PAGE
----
12 Hours Central Otago
Dramatic landscapes and enchanting seasons abound in Central Otago. If you only have a short time to enjoy it, here’s the best way to spend 12 hours.
Central Otago is packed with powerful mountains, flowing rivers, historic towns and buildings, and renowned fruit growing, not to mention locals who are super friendly and welcoming. Whether you’re an adventurous being who loves getting out into nature or someone whose idea of enjoying nature is appreciating the beauty from the patio of one of the many wineries that are found in this part of the country, Central Otago will wow you.
7.30am: Old Reservoir Walk
Get the blood pumping and oxygen flowing with a morning walk that takes in one of the region’s most spectacular sights: Lake Dunstan. This walking track climbs uphill and takes you to a former Cromwell reservoir (hence the name) that was built above the lake back in 1875 following an outbreak of typhus fever. There are two options to tackle the track; the longer loop takes no more than an hour, but no matter which one you choose you will be rewarded with stunning views of the Cromwell basin and the mountains beyond.
Photo: Tim Bardsley Smith
8.30am: Breakfast at Fusee Rouge
64B The Mall, Cromwell
You will have worked up a serious appetite after your walk, so do as the locals do and head to Fusee Rouge café for great coffee, great food, and great vibes. With the honour of being the first espresso machine and café in Cromwell, Fusee has been keeping locals caffeinated, using Supreme beans, since 2003.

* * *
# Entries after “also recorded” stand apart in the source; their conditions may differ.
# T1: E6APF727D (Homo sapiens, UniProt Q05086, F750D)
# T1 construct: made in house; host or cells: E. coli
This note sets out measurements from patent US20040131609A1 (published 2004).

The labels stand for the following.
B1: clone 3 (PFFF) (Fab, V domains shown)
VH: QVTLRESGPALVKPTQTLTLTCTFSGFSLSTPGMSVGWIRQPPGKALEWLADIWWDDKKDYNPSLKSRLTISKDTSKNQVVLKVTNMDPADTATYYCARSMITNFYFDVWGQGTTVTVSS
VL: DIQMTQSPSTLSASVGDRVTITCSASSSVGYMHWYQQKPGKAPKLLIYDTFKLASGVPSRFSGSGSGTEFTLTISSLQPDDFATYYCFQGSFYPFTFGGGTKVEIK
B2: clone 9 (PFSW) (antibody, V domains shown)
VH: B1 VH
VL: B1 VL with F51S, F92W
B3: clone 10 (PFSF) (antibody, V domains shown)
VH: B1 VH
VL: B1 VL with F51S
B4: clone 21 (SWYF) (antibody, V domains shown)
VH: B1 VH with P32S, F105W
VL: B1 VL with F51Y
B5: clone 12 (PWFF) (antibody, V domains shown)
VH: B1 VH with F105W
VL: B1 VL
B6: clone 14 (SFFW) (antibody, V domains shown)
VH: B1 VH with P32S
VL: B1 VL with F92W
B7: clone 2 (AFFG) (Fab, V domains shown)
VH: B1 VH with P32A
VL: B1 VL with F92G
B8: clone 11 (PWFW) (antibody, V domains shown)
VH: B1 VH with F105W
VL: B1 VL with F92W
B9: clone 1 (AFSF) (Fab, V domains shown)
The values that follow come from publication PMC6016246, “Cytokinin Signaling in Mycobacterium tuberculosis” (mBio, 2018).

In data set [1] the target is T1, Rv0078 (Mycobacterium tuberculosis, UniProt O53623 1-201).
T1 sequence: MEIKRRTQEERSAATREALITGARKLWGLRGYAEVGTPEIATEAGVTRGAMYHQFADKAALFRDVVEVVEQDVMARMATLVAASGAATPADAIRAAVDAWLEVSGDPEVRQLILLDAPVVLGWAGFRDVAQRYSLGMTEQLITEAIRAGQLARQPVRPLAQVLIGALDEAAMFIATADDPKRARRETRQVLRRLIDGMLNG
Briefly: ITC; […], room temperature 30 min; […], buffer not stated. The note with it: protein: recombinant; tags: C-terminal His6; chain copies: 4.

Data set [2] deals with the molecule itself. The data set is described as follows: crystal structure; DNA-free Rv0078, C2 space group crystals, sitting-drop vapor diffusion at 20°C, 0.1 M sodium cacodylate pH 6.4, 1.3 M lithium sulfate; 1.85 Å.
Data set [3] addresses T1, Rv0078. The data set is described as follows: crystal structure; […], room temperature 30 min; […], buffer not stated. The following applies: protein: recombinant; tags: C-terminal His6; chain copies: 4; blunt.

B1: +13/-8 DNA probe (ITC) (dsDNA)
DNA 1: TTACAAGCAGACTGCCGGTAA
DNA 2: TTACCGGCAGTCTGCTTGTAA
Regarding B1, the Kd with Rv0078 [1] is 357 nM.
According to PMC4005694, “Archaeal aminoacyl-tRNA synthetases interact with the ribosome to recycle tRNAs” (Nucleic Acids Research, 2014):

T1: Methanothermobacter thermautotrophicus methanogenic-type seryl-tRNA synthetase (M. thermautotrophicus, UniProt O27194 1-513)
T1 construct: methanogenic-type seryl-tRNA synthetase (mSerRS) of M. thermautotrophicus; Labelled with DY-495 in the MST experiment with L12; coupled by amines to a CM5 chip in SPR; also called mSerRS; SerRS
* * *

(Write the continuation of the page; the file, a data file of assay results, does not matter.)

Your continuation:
When it comes to food choices, picture an endlessly changing selection of cabinet food, championing locally grown produce. Their Cromwell apple crumble muffins, seasonal soups, pulled pork wraps, and jam-filled donuts are just some of the items that could greet you upon entry. There are always plenty of locals hanging around, so it’s a good spot to hear what’s happening in town or glean some advice if you’re a tourist.
9.30am: Culture at Cromwell Heritage Precinct
Melmore Terrace, Cromwell
One of the best-kept secrets of Cromwell, and even Central Otago, is the Cromwell Heritage Precinct. Located on the shores of Lake Dunstan, this unique heritage attraction is a mix of original and reconstructed buildings dating back to the gold rush of the 1860s. Nowadays, artisan businesses populate some of the buildings and restored museum heritage offerings occupy the others.
A must-visit among the galleries, shops, and cafés is OCTA Gallery, located in the Belfast Store Building. OCTA showcases limited edition original prints and works by a mix of local and national artists, all curated by Chris de Jong. Chris will happily share with you his vast knowledge about the artists and his history in printmaking. If you happen to be around on the weekend, make sure you check out the Cromwell Farmers' and Craft Market held there every Sunday from 9am-1pm.
Photo: James Jubb
11am: Wine tasting at Carrick Wines
247 Cairnmuir Road, Bannockburn
It wouldn’t be a trip to Central Otago without visiting a winery, and while it’s hard to fit very many in 12 hours, it is important to experience the region's crowning glory—pinot noir. For a relaxed, boutique experience, visit Carrick Wines. Founded in 2000, Carrick Wines is a small winery with a focus on quality pinot noir and organic farming.